Biofuels reduce the quantity of fossil fuels burned and cut back on carbon emissions created by transportation vehicles. While Kucinich remains skeptical of ethanol produced from corn and other food sources, he does support non-food sources for biofuels.

Clinton follows closely in Edwards’ footsteps. She calls for 60 billion gallons of homegrown biofuels to be available in vehicles by 2030. Obama also supports this proposal, while Edwards calls for 65 billion gallons by 2025. The results are very analogous policies.

“They all have very similar policies. And it almost seems like their differences are just to have differences because they’re so small,” said King.

Republican candidates McCain, Romney and Huckabee also support the increased use of biofuels, but have not stated specific goals. Paul believes the market should determine which fuels are used and so does not currently support biofuels.

Like Kucinich, Clinton proposes a $50 billion 10-year fund for green research. Edwards offers a $13-billion-a-year fund and Obama a $150 billion 10-year fund. These moneys would go toward renewable and alternative energy research in a further attempt to solve the climate crisis.

Fuel efficiency is another hot topic of debate and one of the fastest ways global pollution can be decreased. All four Democratic candidates support an increase in fuel efficiency within the next 15 years.

Obama introduced the Health Care for Hybrids Act to increase incentive for fuel efficiency. The federal government would help cover health-care costs for retired U.S. autoworkers in exchange for domestic auto companies investing at least 50 percent of the savings into production of more fuel-efficient vehicles.

On the Republican side, Huckabee and McCain support an increase in fuel efficiency as well. In 2002 McCain introduced legislation that would have raised standards to 36 miles per gallon by 2016. Paul and Romney oppose raising fuel efficiency standards. Paul voted against raising standards both in 2001 and 2005.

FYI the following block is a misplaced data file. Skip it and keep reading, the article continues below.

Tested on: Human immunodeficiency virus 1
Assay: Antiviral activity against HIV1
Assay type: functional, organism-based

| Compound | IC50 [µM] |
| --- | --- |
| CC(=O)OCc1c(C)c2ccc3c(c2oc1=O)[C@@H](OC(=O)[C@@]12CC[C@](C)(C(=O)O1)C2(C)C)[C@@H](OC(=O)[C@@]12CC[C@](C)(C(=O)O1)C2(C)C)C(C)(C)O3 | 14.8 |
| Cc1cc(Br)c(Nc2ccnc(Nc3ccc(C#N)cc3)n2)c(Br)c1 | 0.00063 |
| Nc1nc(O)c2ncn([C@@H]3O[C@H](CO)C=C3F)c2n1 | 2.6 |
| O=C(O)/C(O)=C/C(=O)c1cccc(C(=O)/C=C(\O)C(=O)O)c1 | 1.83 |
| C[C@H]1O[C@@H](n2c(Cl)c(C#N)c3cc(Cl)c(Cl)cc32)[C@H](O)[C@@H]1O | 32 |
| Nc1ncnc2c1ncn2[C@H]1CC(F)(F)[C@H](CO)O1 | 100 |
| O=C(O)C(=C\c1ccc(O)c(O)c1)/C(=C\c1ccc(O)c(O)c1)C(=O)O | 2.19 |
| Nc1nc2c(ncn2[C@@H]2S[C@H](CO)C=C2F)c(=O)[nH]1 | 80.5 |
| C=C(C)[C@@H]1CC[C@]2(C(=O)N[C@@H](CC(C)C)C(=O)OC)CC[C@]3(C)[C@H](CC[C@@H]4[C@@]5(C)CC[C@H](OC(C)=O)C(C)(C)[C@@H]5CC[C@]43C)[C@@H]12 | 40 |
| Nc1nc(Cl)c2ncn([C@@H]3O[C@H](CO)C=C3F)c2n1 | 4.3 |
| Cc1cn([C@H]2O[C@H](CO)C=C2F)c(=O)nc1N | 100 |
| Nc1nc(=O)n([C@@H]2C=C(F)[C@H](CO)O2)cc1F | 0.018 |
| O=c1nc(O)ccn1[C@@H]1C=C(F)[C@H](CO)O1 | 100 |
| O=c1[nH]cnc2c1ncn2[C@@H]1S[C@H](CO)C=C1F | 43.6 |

One clear difference between Democratic candidates is their position on nuclear power. All four Republican candidates support nuclear power, but only Obama has expressed support from the Democratic party. Clinton is “agnostic” on nuclear power, not wanting to emphasize it as a possible energy source unless waste-storage and other problems are solved.

Nuclear power now represents over 70 percent of our non-carbon generated electricity. Obama does not believe that the U.S. can reach its climate goals without the use of nuclear power. He is also against the expansion of nuclear power and wants to set clear guidelines on how the power can be used and disposed.
At a Campus Climate Challenge meeting last week many students weighed in on the candidates’ commitment to halting climate change.

“Its definitely a hot issue in the political arena,” said sophomore Katie Rouse.

“At the same time though, the number of questions asked by mainstream reporters regarding climate change has been the same number of questions asked about UFOs,” said sophomore Sarah Judkins.

While more publicized this election year, climate change is still not treated as a central issue of campaigning. Democratic candidates have stated more developed strategies than most Republican candidates, but McCain has made a point of including climate change in his election plans.

As a whole, the Democratic candidates hold very similar strategies for solving climate issues, only differentiated by small details. Edwards definitely leads the way, not only by stating climate plans first, but by taking an overall more aggressive approach. Obama, Clinton, Kucinich and McCain follow close behind, perhaps reacting to the pressure exerted by Edwards. Ultimately, when it comes to establishing how green a candidate really is, election will be the only means of knowing their true color.